Thursday, August 18, 2011

Reviewing the Adventist Review

July 21, 2011
Vol. 188, No. 20

Due to a variety of factors, time and old age being two of them, my future reviews will be limited to comments and reflections. I am counting on the Internet address provided to supply a summary of the content of each Review editorial, news release, and article.

This issue has one MUST READ essay. GOING WRONG WITH CONFIDENCE by Bert Williams a Civil War essay with immediate application. His concluding remarks should cause every Adventist to cringe at the dogmatic language of the Church Manual and call to mind the words written “To the Readers of This Book” on pages vii and viii introducing “Seventh-day Adventists Believe: a Biblical Exposition of 28 Fundamental Doctrines”. *

“History has not been kind to the Christians of the Civil War era, especially to those on the Confederate side who died to defend an indefensible system of unimaginable cruelty and bondage. Their certainty—even to the point of shedding their own blood and that of their enemies—in no way made their ideas sounder or more biblical.

“And though it can be reasonably argued that Christians on the Union side were closer to the biblical ideal, the ferocity with which they went about promoting their beliefs in the post-war Reconstruction era effectively inoculated many Southerners against the gospel the abolitionists said they were carrying. The manner in which they acquired political and economic control in the name of their victorious ideal way eventually undermined their influence on the reunified society.

“The lesson in all of this is not that Christians should avoid having strong convictions about the morally-fraught issues of our society. By temperament, training, and education, we will have opinions—and should. Early Adventism activism on the issues of slavery, lynching, and alcohol points to a godly, non-partisan engagement with the big moral questions of our culture. But we should also have the grace and humility to hear—and answer—the hard questions of those who disagree with us, and to consider the possibility that other viewpoints may, at times, have both merit and righteousness.

“When a crowd of persons starts moving in the same direction, they can so easily convince each another to go too far in promoting what seems right—or, worse, to even head the wrong way in the certainty supplied by numbers.
* “We have written this book with the guidance of a clear directive continually reminding us that ‘if you search the Scriptures to vindicate your own opinions, you will never reach the truth…We have not written this book to serve as a creed: a statement of beliefs set in theological concrete.”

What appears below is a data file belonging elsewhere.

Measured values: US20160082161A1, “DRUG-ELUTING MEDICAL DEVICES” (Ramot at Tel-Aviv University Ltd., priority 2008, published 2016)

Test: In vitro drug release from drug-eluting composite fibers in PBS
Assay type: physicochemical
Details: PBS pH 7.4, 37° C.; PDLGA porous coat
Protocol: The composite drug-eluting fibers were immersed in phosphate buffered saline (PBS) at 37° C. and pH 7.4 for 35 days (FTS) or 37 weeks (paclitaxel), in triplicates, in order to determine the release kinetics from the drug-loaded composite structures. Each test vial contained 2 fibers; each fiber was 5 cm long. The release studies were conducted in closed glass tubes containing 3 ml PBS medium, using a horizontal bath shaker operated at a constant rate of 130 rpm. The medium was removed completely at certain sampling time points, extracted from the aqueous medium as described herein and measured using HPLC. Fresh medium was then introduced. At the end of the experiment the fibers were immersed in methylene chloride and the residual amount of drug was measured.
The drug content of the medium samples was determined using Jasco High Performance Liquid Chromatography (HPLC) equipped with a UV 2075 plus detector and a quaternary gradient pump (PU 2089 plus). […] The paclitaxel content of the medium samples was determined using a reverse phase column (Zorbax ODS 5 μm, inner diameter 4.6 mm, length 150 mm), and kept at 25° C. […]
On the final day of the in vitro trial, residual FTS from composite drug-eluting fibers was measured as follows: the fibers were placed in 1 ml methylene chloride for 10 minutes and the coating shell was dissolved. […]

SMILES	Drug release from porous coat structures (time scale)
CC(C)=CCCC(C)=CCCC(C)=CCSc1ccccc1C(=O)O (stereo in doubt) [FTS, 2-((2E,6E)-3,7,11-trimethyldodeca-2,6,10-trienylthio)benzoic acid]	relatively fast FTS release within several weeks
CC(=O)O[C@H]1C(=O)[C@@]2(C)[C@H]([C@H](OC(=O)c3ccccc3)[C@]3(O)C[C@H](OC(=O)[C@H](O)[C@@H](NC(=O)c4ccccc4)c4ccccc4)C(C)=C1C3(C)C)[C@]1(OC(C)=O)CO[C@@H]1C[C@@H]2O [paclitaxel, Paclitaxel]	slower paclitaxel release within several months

In LAW AND FREEDOM, Clifford Goldstein makes the argument that “morality without law is as impossible as is thought without mind”. Obviously. However, Goldstein makes two assumptions that are problematic.

The first is that morality is arbitrary: “Is it sinful to have red hair? Why not? Because God’s law doesn’t forbid red hair. If it did, as the law forbids covetousness, then red hair would be sin. But it cannot be sin if no divine law defines it as such.” The idea that we were created to obey arbitrary laws makes God a failed puppet master.

The second if that “morality is based…on the Ten Commandments”. That kind of thinking got Jesus killed. Jesus said, “My command is this: Love each other as I have loved you.” (John 15:12)

The New Testament makes it clear that the Law of the Universe is love. The many laws given to the Israelites on Sinai were given to provide a framework for civilized behavior until Jesus came to announce that His Kingdom is based on love, not the sacrifice of sheep and goats or Sabbath observance; that we are created to resonate harmoniously in a universe whose only law is love.

IT’S TRUE: YOUR BEHAVIOR AFFECTS YOUR GENES by Andy Nash and “AS YOU LOVE YOURSELF” by Addison Hudgins are definitely worth a look.

FAGAL, Harold Edward—b. May 5, 1923, Ilion, N.Y.; d. Dec. 24, 2010, Riverside, Calif.
Haynes, William L.—b. May 14, 1923, Grand Junction, Colo.; d. Oct. 26, 2009, Caldwell, Idaho.
KEIZER, Leslie Edmund—b. Nov. 25, 1925, Indonesia; d. Feb. 23, 2011, Calhoun, Ga.
MEIER, Humberto J.—b. Brazil; d. Mar. 11, 2011; d. Entre Rios, Argentina.
MORGAN, Mary Elizabeth—b. Nov. 22, 1923, Everett, Mass.; d. Jan. 18, 2010, Avon Park, Fla.
TAYLOR, John Wesley IV—b. Feb. 2, 1933, Bolivia; d. Nov. 26, 2010, Collegedale, Tenn.
TORKELSON, Oscar E.—b. Oct. 16, 1920, Everest, Kans.; d. Nov. 4, 2010, Greenbrier, Tenn.
WHEELER, Ernest E.—b. Feb. 24, 1925, Clyde, Ohio; d. Feb. 12, 2011, Longmont, Colo.
WILDMAN, Durward B., Jr.—b. Oct. 10, 1930, Mishawaka, Ind.; d. Nov. 30, 2010, Mohrsville, Pa.
WOLCOTT, R. Andrew—b. Mar. 11, 1921, Bryan, Ohio; d. Oct. 19, 2010, Lyles, Tenn.
WOODS, Thelma F.—b. Oct. 15, 1913, Mexico, Maine; d. Sept. 25, 2010, Longwood, Fla.
WILLIAMS, Benjamin J.—b. Jan. 13, 1917; d. Nov. 12, 2009, Portland, Oreg.

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